At the end of the day we went back to La Maison Rose and had good dinner with most of the interns. Unfortunately, some of us had booked our return train that at 8.30 PM. Why unfortunate? Remember our initial plan: Bastille Day celebration? Guess what, it started at 8.30 PM! So after going all the way in India to get a little glimpse of Bastille Day, I just have to live the fact that celebrating Bastille Day was not to be for me in 2013.

Friday, August 23, 2013

Bastille Day in Pondicherry: Part 2

By Reita Hutagalung, Global MBA student 2013-2013, Indonesia

After we reached the hostel, we rushed to take showers to freshen up and then went to the recommended French bakery. The pastries spared our tongues the pain of missing French bread and we were ready to discover the city.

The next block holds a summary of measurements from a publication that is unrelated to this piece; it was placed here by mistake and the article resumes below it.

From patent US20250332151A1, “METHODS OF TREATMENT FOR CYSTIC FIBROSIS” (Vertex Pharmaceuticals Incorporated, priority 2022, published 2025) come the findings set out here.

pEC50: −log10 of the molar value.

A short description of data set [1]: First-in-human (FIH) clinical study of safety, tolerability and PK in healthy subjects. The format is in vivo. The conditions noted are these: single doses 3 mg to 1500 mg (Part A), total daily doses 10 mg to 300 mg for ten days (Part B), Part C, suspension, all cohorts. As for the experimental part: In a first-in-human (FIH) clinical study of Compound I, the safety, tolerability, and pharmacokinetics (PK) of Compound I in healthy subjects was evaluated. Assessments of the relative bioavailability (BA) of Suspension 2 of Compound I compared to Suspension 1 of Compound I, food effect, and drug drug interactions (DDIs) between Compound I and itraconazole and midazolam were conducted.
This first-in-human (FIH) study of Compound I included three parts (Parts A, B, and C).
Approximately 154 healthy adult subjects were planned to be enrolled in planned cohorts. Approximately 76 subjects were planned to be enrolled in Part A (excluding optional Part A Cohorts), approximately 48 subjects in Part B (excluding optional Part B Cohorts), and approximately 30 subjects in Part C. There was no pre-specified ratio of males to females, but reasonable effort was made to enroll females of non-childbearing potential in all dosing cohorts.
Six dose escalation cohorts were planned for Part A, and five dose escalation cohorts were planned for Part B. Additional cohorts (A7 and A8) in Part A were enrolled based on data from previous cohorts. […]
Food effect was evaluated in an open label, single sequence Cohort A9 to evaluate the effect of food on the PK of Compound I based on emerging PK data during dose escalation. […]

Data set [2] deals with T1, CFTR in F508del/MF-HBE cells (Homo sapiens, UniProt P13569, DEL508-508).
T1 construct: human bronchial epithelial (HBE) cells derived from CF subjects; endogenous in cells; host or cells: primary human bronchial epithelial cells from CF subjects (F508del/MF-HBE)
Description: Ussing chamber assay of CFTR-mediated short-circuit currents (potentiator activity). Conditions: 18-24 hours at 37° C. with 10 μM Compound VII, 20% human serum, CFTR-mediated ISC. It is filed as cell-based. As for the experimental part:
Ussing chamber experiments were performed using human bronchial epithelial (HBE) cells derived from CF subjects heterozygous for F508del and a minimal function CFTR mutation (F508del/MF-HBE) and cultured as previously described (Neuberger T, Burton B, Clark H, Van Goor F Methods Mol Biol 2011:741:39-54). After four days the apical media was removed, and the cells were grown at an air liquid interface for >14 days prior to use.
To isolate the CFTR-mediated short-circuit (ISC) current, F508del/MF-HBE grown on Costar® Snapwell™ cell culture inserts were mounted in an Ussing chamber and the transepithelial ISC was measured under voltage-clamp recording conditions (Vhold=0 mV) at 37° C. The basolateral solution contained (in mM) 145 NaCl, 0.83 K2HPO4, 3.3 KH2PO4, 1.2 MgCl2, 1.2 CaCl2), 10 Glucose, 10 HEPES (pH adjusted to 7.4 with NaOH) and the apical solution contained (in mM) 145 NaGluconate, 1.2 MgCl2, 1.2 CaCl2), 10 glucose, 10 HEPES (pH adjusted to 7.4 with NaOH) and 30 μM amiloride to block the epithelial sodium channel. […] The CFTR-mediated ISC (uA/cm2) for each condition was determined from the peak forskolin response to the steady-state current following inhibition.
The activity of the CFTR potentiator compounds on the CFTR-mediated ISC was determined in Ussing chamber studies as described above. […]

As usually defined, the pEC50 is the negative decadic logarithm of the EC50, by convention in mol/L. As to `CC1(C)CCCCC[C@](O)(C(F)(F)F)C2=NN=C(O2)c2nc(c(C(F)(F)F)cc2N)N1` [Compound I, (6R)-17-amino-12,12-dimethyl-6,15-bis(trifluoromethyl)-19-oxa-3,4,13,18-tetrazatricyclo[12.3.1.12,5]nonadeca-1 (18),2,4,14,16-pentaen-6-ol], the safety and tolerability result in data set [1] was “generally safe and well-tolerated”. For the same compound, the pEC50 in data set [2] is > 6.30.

Pondicherry was recently renamed as Puducherry in 2006, taken from the Tamil language, which means “New Town”. It’s a Union Territory of India formed from four enclaves of former French India and named after the largest, Pondicherry, which was known as “The French Riviera of the East” (La Côte d’Azur de l’Est). The town is divided into two sections: the French Quarter (Ville Blanche or ‘White town’) and the Indian quarter (Ville Noire or ‘Black Town’.) Many streets are still named with French names and French-style villas are a common sight in the French part of town. The main sights to see were a 32 km coastline, palm-fringed beaches, fishing villages, beach resorts, the Sri Aurobindo Ashram, the Mahatma Gandhi statue, the international city of Auroville, and churches and temples within the city. After discovering some of the historical sites, we wanted to go to the beach called Paradise Island. But before that, we wanted to have a good lunch! In Pondicherry there are many French restaurants because I think that there are still many French people living in Pondicherry. That hot afternoon, we went to a restaurant called La Maison Rose and it was perfect! Set in the backyard of a house, the eating place was in the middle of a little garden shaded by trees. Several plants and flowers were set beautifully and jazz music played softly, brought in the relaxed feeling after going around the city under the scorching hot sun. We rushed to order drinks to re-hydrate ourselves and then moved on to satisfy our grumbling stomachs. The owner of the restaurant was so nice and came to meet us in person to take our orders. When the food came, they were just perfect! We were re-energized to continue our journey around Pondi.